While I Slept
Artist Indu Antony, Inaugural IArts Resident
OCAD University, Ada Slaight Student Gallery
October 7 – 17, 2019
The question of emplacement, as in the question regarding how to place or locate oneself within any given social and/or historical context, appears to be quite significant to Indu Antony's show While I Slept. The brief exhibition, that ran from October 7th through to the 19th and was housed at the Ada Slaight Student Gallery, served as the culmination of Antony's six-week stint in Toronto as the inaugural artist-in-residence of the biannual IArts residency program organized in collaboration with OCAD University. The hope with the residency was that it would offer "unique opportunities for cultural exchange that [would] bring the richness of Indian visual and material arts" to Toronto. The residency itself is "inspired by the legacy of the late Arti Chandaria and through the stewardship of the Chandaria Family [and] runs parallel with the IArts Textiles of India Grant at Toronto's Royal Ontario Museum." Both programs were "designed to deepen connections between arts communities in India and Canada" and in this sense, Antony's showing in Toronto lived up to these expectations in a profoundly subtle yet capacious manner that quite effectually played with the idea of place and with the notion of the liminal or in-between space that exists between the here and there.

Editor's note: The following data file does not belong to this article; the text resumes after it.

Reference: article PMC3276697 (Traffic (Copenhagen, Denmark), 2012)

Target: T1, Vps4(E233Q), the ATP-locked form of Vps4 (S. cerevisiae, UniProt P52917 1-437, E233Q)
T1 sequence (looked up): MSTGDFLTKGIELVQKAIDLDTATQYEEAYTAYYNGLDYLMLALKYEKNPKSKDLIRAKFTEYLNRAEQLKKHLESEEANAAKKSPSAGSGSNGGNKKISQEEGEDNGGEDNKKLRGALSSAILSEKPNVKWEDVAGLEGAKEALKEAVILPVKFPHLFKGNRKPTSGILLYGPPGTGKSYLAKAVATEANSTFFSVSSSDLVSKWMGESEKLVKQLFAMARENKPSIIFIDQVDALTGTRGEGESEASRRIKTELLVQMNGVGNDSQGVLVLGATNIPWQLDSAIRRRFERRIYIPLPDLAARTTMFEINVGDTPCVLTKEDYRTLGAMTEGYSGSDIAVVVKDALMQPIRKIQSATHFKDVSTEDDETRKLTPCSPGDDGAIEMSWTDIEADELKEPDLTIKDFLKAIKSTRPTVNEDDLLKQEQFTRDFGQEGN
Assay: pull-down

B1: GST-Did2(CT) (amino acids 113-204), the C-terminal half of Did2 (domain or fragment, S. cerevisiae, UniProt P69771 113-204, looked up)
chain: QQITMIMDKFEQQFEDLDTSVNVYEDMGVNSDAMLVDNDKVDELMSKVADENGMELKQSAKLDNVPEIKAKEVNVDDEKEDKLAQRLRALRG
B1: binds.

This is an exercise that is, at its core, one of discovery, play, and one that requires a commitment to observing the visual field with a care and attention to detail.